The International Association of Directors of Law Enforcement Standards and Training (IADLEST) studied law enforcement training on human trafficking through a grant awarded by the COPS Office: interviewing with line officers and training leaders, holding regional meetings, and facilitating a survey with 30 academy and POST respondents. The study found that training on human trafficking was uneven and in some places, nonexistent. At one end of the spectrum, there are POSTS and training academies that make human trafficking enforcement training part of the core curriculum. At the other, there are states with no requirements and that don’t offer elective or in-service training of any kind. Human trafficking as an issue was often viewed as a fad by law enforcement professionals, who are under constant pressure to adjust training to respond to crises in ways that satisfy the media and the community.
Like most crime, human trafficking is a community issue that demands the attention of both law enforcement and community partners, such as health and human services, organized labor, education, and child protective services. Combating trafficking requires collaboration and coordination among all these groups and advocacy organizations; the lack of such coordination, revealed by IADLEST’s interviews, is perhaps the greatest challenge to developing a comprehensive law enforcement/community response. The criminogenic nature of trafficking makes it all the more necessary to collaborate with advocacy organizations; however, most advocacy organizations are focused on creating awareness with little appreciation for the complexities of how criminal investigation can lead to successful prosecution.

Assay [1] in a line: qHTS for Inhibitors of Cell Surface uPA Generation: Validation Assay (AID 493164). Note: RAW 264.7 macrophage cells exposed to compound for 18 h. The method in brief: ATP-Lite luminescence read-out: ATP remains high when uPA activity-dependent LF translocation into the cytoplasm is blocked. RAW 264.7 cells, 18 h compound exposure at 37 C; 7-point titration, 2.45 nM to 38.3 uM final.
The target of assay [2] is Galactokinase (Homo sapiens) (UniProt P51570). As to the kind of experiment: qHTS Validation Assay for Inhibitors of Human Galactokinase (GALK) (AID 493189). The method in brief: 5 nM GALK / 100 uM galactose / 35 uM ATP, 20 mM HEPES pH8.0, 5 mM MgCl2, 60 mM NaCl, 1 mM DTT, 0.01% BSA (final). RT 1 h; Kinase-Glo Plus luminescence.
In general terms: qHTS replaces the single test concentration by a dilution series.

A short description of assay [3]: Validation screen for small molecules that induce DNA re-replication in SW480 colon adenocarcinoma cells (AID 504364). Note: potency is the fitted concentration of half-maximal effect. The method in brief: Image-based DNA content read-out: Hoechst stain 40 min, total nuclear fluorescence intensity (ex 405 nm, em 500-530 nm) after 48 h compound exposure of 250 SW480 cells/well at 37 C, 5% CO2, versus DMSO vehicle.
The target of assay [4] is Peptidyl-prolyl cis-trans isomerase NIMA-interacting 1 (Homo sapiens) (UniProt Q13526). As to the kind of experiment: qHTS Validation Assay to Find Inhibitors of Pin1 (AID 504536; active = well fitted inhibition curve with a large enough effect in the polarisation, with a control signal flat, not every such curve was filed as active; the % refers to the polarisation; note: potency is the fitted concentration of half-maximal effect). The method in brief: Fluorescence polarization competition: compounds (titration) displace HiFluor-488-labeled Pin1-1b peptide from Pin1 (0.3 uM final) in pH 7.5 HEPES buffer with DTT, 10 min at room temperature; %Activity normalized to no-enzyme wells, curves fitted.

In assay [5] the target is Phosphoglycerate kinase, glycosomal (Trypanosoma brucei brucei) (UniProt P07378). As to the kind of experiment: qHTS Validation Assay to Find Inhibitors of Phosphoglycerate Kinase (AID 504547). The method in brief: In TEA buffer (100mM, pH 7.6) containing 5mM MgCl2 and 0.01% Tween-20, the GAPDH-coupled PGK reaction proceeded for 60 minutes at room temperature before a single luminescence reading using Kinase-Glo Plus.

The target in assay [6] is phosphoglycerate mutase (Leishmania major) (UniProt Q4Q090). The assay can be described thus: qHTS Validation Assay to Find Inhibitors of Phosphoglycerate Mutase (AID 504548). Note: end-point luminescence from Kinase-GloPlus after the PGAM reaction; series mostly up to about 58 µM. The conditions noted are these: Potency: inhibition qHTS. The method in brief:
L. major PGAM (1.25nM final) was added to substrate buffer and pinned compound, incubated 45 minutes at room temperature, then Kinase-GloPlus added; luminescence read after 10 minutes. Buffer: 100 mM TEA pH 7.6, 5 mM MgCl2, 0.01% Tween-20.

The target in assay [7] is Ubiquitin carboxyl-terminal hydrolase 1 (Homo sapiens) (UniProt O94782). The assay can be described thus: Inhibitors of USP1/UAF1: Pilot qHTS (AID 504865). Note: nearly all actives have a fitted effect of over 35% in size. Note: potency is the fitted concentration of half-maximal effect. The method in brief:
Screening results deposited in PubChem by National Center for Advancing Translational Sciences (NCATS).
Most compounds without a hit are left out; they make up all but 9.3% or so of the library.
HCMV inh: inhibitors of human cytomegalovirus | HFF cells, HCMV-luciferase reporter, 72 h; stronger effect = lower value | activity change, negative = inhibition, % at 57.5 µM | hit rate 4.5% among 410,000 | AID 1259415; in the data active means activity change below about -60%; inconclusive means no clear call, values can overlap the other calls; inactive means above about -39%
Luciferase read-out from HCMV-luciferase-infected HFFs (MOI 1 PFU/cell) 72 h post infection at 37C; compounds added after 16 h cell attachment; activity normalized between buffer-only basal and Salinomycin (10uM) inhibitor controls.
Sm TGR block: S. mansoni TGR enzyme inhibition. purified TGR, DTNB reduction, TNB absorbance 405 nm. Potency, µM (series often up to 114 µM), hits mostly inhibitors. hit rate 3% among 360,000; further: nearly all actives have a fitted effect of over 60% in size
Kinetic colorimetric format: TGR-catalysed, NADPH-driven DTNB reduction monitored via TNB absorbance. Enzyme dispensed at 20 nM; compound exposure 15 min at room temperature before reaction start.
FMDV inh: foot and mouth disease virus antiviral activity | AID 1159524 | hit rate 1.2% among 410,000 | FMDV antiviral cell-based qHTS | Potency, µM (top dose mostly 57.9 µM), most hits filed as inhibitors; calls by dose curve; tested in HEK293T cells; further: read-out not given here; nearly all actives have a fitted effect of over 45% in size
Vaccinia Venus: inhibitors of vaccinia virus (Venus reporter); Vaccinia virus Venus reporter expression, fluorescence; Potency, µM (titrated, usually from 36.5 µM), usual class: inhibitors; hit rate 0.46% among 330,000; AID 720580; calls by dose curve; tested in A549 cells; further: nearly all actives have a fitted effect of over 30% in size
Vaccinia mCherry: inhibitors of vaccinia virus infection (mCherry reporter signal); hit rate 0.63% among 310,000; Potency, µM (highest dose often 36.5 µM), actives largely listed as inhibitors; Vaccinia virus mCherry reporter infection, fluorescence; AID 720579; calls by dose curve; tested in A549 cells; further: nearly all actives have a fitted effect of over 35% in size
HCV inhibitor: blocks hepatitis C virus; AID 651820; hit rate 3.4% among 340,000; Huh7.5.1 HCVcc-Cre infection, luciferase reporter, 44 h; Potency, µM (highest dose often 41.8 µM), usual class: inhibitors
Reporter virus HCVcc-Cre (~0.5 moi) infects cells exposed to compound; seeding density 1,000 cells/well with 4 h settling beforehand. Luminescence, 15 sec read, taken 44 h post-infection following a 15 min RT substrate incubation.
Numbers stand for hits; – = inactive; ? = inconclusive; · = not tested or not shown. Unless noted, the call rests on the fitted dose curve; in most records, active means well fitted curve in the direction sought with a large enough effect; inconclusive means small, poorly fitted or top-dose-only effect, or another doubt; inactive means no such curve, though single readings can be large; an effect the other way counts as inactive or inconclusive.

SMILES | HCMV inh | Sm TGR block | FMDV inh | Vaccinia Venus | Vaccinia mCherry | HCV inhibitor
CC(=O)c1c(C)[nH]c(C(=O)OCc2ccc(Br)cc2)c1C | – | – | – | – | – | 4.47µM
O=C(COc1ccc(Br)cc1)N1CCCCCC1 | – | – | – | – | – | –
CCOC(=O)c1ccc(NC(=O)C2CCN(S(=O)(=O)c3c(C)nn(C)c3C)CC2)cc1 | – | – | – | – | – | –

The IADLEST assessment summarizes the situation in the following observations:
- Training in the human trafficking space is diverse, inconsistent, and must often fight for priority in the competing demands of law enforcement recruit training.
- There is a lack of consistent coordination between law enforcement and community-based organizations working to create awareness and to do the necessary interventions to restore an individual to their families and communities.
- Law enforcement is prepared to include and embrace the expertise of established and respected advocacy groups in curriculum development.
- A barrier to law enforcement collaboration with advocacy organizations is that most of the advocacy organizations are focused on awareness and do not fully appreciate the challenges of enforcement and prosecution.